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# A Theory of Ionic Polymer Conductor Network Composite

Ionic polymer conductor network composite (IPCNC) is a mixed conductor consisting of a network of loaded ionomer and another network of metallic particles. It is known that the microstructure of the composite, especially that of the electrodes, plays a dominating role in the performance of an IPCNC. However the microstructures of IPCNC have seldom been addressed in theoretical models. This letter formulates a continuum field theory for IPCNC by considering a supercapacitor-like microstructure with a large distributed interface area. The theory is then applied to the study of the equilibrium deformation and electrochemistry in a thin-sheet IPCNC actuator.

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## Comments

## Nice work!

Hi Xiao，

Thanks for posting the interesting paper on a new theoretical model of the fascinating material-IPCNC. I have a question about the solution of governing equations in your model.

With the help of the proposed free energy function W(e，c+，c-，q)， the coupled constitutive relations have been explicitly obtained(i.e. eqs. (7) (8)), and the mechanical equilibrium equation (4) can be further derived as a function of u ,c+,c-. To my understanding, the quantities u, c+, c-,and q are unknown variables , however only one mechanical equilibrium equation (4) and two conservation equations of species are given, these conditions seem insufficient to solve all of the unknown variables.

As explained in your paper, Eqs. (4) and (5) were solved by the COMSOL multiphysics software. How to treat eq.(5) in FEM? Can you simultaneously solve the four physical quantities？

I would be grateful if you could assist me with this question.

Very nice work, thanks for sharing!

Regards,

Lianhua

## Hi, Lianhua, Thank you

Hi, Lianhua,

Thank you for your interest in our work. I am more than glad to answer your questions.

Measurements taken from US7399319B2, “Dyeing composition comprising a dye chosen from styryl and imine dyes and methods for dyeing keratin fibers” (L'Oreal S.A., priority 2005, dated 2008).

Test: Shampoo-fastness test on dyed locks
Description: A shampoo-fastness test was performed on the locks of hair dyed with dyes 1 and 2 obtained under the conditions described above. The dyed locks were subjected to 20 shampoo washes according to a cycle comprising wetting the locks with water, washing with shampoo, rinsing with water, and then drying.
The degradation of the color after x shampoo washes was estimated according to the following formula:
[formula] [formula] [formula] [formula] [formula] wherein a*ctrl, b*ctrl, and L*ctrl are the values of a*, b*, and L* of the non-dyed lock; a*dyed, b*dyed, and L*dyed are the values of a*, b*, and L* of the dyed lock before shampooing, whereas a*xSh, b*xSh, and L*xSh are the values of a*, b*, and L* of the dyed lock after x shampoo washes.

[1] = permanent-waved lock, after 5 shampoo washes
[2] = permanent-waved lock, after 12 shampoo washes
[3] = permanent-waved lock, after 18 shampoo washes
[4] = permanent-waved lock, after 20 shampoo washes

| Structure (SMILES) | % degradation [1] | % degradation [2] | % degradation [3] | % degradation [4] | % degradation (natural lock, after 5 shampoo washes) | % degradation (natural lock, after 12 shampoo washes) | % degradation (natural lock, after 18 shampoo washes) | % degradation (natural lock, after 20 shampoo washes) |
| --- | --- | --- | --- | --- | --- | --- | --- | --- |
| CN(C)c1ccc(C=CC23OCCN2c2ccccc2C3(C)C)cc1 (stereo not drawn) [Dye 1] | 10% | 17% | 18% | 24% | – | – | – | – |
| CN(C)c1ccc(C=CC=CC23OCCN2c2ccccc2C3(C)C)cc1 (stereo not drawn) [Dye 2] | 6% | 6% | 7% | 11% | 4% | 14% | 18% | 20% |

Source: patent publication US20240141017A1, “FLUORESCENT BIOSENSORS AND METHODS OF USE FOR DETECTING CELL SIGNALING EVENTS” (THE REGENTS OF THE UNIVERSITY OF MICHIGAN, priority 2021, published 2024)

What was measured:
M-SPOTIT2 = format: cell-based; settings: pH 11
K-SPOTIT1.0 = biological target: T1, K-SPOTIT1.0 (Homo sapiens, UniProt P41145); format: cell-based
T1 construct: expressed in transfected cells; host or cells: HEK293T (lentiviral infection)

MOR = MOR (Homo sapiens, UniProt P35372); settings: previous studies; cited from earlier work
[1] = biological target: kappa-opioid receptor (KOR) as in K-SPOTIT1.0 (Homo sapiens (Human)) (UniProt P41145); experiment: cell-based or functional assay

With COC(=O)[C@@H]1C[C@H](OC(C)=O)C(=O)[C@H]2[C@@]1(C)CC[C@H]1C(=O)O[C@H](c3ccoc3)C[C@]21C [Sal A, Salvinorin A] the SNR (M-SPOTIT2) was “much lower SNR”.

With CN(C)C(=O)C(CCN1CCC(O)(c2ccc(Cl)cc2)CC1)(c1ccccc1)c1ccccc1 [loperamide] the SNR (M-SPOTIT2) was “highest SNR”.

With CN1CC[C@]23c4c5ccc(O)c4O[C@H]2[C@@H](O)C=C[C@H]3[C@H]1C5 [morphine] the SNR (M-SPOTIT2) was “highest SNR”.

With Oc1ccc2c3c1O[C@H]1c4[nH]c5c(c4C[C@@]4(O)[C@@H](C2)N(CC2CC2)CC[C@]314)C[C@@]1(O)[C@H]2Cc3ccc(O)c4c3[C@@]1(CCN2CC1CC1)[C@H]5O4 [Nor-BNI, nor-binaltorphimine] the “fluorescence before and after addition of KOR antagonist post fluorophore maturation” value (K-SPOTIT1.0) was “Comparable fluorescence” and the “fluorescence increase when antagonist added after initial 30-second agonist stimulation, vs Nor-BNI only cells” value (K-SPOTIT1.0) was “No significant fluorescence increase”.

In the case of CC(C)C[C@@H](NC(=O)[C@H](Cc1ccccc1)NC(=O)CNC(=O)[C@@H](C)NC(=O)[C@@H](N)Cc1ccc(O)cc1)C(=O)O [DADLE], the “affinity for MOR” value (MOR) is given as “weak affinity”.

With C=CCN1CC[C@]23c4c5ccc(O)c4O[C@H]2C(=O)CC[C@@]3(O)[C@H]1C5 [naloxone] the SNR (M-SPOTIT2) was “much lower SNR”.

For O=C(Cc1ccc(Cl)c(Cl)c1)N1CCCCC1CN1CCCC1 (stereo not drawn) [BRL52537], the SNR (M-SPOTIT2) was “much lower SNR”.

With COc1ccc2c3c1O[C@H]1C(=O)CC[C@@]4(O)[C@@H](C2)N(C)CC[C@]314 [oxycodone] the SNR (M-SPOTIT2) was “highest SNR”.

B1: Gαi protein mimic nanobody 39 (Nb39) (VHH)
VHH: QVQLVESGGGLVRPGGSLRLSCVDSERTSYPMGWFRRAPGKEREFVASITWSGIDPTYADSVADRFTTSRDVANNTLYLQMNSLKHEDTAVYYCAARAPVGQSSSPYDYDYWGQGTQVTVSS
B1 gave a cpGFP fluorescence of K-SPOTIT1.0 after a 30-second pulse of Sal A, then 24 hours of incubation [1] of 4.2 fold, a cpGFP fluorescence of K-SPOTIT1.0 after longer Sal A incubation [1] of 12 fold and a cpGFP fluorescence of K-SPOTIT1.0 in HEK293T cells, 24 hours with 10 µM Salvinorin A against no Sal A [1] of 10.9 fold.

We assume the system to be electrically neutral everywhere, Eqn (3) serves as another constraint and c+, c- and q are not independent variables. Since this IPCNC is a capacitor, equal amount of electronic charge is stored on the two electrodes, which is another hidden condition. Nevertheless, it is automatically satisfied by enforcing neutrality.

Eqn (5) is not treated explicitly in our codes, in stead, we simpliy apply Eqn (6) as the weak form, together with the three constraints: conservation of ions (2 Eqs) and neutrality, then e, c+, c- are solves simultaneously.

Let me know if you have further concerns.

Regards.

Xiao

## Thanks

Hi, Xiao, Much more

clearly. Thanks for the clarification. Combining one

weak form (eq (4)) and three constraint conditions can give the four

quantities.

From the

paper, it seems that the equilibrium equation eq(4) is applied on the whole homogenized

model. Due to the different microstructures of the tri-layer IPCNC, the material property parameters and

equations of state may differ from each other.

Based on

the developed tri-layer model, my understanding is that the weak form of eq (4)

is applied only on the domains of the two composite electrodes (solid-like

material) of the IPCNC. Because

the ions are distributed in the whole model, the conservation of ions (2 Eqs)

and neutrality conditions should be accordingly applicable for the whole

domain. So my another question is how to deal with the middle domain ( ionic

conductive only) of your tri-layer

model? What is the governing equation applicable to the middle layer

(liquid-like material) ?

Thanks,

Lianhua

## Hi, Lianhua, This is

Hi, Lianhua,

This is a very insightful question. A short answer is that since there are no contribution from double layer energy in the middle layer, we simply drop this term and now the system is just a function of c+, c- and e.

The physical meaning of doing this is that although we assume the middle layer obeys the same governing equation as that of the composite layer, as there are not actual electrode connected to material particles in the middle layer, one has to enforce the electronic charge on the electrode to be zero. The electrode in middle layer is just a conceptually define electric potential and as a measure of the electric work done by transporting ions.

Please let me know if you have more questions. Regards.

Xiao

## Hi, Xiao, Thanks a lot for

Hi, Xiao, Thanks a lot for your explanation.

In your work, the model was numerically solved by FEM. Maybe it can also be analytically solved by the clear equilibrium eq and boundary conditions because of the regular shape and boundary of the IPCNC.

Cheers

Lianhua

## Hi, Lianhua, Yes, if the

Hi, Lianhua,

Yes, if the deformation is blocked, then Eqn (7) and (8) are decoupled, we could actually solve for the concentration of ions, and calculate the bending moment. However, the difficulties are: 1. Non-linearity is essential. If one linearize the equation, there is no actuation. In this case, I am not able to get any close form solution yet. 2. We have several different domains (e.g. tri-layers), for each domain there is one set of such equations, and the solutions are connected between domains. Therefore it is a practicle problem of how to deal with this large amount of coupled equations.

Regards.

Xiao